Soooo, in addition to a new chancellor apparently selected against the wishes of the chancellor selection panel (and who comes with both scandal and ed reform kudos), we have his new supervisor, Paul Kihn, who as deputy mayor for education stated the city must “look at [the] role” of schools of right (which I guess means no apparent concern for existing disparities and inequities)—oh, and a new school rating system based largely on test scores and thus socioeconomics of the children therein; tabling of legislation to make the city’s office of the state superintendent (OSSE) more independent of the mayor; political maneuvering to ensure the mayor gets to call the shots on the research collaborative (recall that the whole point was to ensure that our education data would be honest and not simply political spin); and the possibility that a politically (and financially?) connected private organization will continue to profit from struggling charter schools while not necessarily helping them, as some charter operators make moves on “asset acquisition,” which the public is invited to give its comments on after the charter board votes about said acquisition.
Feeling the love yet from your education leaders?
Now, in a bid to keep the public somewhere in DC’s public schools, DCPS will be holding several more budget forums on December 12.
In case you need a primer for commentary, you might consider reading this helpful summary–delivered at the last DCPS budget forum. (Among other things, consider the fact that “literacy materials” now replaces “library books“ as a budget item for DCPS, such that funds were garnished from individual school library budgets before the start of school this year. Smooth.)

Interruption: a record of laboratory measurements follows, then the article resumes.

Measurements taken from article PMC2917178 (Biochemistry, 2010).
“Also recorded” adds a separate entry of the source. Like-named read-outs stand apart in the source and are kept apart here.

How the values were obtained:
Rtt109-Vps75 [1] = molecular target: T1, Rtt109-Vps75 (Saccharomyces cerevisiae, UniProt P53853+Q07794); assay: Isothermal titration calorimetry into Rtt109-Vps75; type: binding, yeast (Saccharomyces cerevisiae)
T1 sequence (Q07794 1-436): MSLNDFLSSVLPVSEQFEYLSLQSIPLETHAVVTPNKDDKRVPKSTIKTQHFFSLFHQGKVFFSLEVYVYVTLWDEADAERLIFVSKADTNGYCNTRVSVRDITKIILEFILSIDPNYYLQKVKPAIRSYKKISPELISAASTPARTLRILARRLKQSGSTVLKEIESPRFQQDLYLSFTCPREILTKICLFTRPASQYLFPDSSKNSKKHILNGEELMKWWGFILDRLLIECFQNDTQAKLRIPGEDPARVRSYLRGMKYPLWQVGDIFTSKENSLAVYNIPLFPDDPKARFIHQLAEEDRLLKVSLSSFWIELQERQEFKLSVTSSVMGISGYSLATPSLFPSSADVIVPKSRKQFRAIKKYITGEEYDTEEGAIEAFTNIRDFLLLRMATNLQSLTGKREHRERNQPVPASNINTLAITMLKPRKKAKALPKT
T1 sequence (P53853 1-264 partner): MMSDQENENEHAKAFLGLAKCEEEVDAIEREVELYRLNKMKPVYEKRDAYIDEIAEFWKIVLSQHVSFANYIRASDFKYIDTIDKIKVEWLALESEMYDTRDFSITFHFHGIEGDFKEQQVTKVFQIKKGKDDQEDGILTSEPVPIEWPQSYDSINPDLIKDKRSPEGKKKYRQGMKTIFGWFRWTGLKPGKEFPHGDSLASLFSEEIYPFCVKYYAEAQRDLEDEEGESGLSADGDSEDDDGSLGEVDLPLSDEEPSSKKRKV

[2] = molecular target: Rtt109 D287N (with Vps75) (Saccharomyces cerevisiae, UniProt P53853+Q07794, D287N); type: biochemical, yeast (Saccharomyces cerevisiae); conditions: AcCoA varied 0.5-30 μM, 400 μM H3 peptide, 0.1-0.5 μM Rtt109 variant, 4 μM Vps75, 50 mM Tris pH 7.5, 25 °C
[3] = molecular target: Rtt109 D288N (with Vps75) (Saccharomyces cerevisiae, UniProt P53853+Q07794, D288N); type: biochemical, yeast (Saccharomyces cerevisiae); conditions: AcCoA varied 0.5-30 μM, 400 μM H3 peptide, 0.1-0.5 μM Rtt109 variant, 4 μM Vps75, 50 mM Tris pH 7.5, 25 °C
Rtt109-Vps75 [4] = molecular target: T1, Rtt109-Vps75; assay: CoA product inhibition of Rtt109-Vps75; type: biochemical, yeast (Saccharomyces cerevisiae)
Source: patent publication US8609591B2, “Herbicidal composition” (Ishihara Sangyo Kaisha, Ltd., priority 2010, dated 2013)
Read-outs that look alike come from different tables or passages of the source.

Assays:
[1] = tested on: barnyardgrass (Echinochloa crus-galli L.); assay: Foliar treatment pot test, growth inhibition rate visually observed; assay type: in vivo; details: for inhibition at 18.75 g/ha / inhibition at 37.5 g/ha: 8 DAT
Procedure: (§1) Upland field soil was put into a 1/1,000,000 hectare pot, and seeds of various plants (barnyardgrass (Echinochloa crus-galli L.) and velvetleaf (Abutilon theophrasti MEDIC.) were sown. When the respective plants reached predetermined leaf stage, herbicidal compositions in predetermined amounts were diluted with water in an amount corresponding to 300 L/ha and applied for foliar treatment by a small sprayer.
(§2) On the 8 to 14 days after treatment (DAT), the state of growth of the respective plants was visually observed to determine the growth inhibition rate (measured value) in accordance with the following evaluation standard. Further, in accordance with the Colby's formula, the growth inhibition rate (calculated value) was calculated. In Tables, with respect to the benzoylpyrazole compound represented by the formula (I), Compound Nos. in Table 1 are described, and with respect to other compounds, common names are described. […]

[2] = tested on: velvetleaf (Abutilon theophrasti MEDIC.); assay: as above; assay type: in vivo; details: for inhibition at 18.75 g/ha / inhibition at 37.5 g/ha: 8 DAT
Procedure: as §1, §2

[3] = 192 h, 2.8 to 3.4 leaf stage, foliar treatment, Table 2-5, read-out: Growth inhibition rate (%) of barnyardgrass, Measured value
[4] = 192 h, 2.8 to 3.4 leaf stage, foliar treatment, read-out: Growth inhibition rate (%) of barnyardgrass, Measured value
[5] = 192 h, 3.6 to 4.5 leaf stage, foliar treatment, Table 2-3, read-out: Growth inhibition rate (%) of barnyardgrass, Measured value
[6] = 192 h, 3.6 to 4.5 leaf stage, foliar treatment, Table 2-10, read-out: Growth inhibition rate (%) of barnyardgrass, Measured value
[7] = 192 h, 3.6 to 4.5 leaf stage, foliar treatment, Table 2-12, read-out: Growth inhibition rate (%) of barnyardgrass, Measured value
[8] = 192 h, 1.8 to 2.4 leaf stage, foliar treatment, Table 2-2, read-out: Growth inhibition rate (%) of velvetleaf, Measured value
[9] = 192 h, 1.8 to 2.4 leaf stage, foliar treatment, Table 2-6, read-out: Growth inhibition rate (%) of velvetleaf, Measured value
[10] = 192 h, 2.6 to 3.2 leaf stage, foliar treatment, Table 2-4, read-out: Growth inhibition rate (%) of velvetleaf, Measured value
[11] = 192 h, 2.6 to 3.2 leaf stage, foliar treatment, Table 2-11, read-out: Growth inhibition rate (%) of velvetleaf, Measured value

To be sure, we have had plenty of chances to weigh in–for example, the survey on the new DCPS Bard high school that circulated for a few weeks and is now closed. It was essentially premised on an agreement that the high school was a great idea, while the public was not given enough information to be able to give a sensible response to questions, such as whether it should be co-located with another school. (Any co-location would depend on where the co-location is; what people in that area think and want; what the co-location space is currently being used for (or is suitable for); what other co-location or stand-alone spaces are available; the costs involved in whatever choices are available/made; and how the public has been and will be involved in any of that before a decision is made–all of which were/are not elaborated anywhere publicly. Details!)
But rest assured, you have not lost all chances at high school surveys! Here’s yet another survey: for a new charter high school! Of course, there’s no information about who is the target audience; who is behind the operation; or even why we need another high school anywhere given the current glut of high school seats in DC–but hey! Our schools of right need to “look at their role,” which apparently means picking up the pieces of such, uh, “asset” management.
Good times, good times.